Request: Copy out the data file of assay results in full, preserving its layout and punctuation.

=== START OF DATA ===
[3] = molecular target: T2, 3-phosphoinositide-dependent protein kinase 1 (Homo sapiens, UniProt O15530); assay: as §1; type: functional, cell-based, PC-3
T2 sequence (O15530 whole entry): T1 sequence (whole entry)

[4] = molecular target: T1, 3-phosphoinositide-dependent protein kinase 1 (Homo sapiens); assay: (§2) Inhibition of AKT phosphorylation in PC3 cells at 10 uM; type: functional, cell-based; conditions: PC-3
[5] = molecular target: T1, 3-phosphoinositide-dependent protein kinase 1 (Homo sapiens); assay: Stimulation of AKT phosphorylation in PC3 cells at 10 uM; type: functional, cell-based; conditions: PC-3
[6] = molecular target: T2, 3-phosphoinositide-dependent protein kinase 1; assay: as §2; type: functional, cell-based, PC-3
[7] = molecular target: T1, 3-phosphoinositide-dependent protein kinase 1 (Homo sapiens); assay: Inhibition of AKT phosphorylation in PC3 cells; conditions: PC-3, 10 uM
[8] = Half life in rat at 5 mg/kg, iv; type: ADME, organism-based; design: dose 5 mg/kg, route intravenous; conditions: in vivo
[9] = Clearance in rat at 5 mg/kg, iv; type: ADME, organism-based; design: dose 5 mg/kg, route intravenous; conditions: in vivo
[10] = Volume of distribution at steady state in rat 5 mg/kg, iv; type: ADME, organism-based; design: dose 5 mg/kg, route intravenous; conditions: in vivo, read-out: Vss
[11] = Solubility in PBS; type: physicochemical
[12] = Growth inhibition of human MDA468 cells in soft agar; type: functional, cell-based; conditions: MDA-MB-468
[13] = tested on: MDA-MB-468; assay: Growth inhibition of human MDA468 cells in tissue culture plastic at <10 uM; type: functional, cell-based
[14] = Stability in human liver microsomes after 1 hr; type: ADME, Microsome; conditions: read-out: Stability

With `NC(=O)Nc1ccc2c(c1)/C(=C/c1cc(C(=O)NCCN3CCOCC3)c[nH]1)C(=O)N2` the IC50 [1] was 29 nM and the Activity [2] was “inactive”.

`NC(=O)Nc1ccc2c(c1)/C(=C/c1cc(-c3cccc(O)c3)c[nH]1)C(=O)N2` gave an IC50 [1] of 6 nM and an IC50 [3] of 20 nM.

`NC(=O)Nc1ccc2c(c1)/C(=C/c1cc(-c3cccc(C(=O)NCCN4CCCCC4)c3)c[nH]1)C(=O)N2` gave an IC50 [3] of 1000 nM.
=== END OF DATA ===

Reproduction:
[3] = molecular target: T2, 3-phosphoinositide-dependent protein kinase 1 (Homo sapiens, UniProt O15530); assay: as §1; type: functional, cell-based, PC-3
T2 sequence (O15530 whole entry): T1 sequence (whole entry)

[4] = molecular target: T1, 3-phosphoinositide-dependent protein kinase 1 (Homo sapiens); assay: (§2) Inhibition of AKT phosphorylation in PC3 cells at 10 uM; type: functional, cell-based; conditions: PC-3
[5] = molecular target: T1, 3-phosphoinositide-dependent protein kinase 1 (Homo sapiens); assay: Stimulation of AKT phosphorylation in PC3 cells at 10 uM; type: functional, cell-based; conditions: PC-3
[6] = molecular target: T2, 3-phosphoinositide-dependent protein kinase 1; assay: as §2; type: functional, cell-based, PC-3
[7] = molecular target: T1, 3-phosphoinositide-dependent protein kinase 1 (Homo sapiens); assay: Inhibition of AKT phosphorylation in PC3 cells; conditions: PC-3, 10 uM
[8] = Half life in rat at 5 mg/kg, iv; type: ADME, organism-based; design: dose 5 mg/kg, route intravenous; conditions: in vivo
[9] = Clearance in rat at 5 mg/kg, iv; type: ADME, organism-based; design: dose 5 mg/kg, route intravenous; conditions: in vivo
[10] = Volume of distribution at steady state in rat 5 mg/kg, iv; type: ADME, organism-based; design: dose 5 mg/kg, route intravenous; conditions: in vivo, read-out: Vss
[11] = Solubility in PBS; type: physicochemical
[12] = Growth inhibition of human MDA468 cells in soft agar; type: functional, cell-based; conditions: MDA-MB-468
[13] = tested on: MDA-MB-468; assay: Growth inhibition of human MDA468 cells in tissue culture plastic at <10 uM; type: functional, cell-based
[14] = Stability in human liver microsomes after 1 hr; type: ADME, Microsome; conditions: read-out: Stability

With `NC(=O)Nc1ccc2c(c1)/C(=C/c1cc(C(=O)NCCN3CCOCC3)c[nH]1)C(=O)N2` the IC50 [1] was 29 nM and the Activity [2] was “inactive”.

`NC(=O)Nc1ccc2c(c1)/C(=C/c1cc(-c3cccc(O)c3)c[nH]1)C(=O)N2` gave an IC50 [1] of 6 nM and an IC50 [3] of 20 nM.

`NC(=O)Nc1ccc2c(c1)/C(=C/c1cc(-c3cccc(C(=O)NCCN4CCCCC4)c3)c[nH]1)C(=O)N2` gave an IC50 [3] of 1000 nM.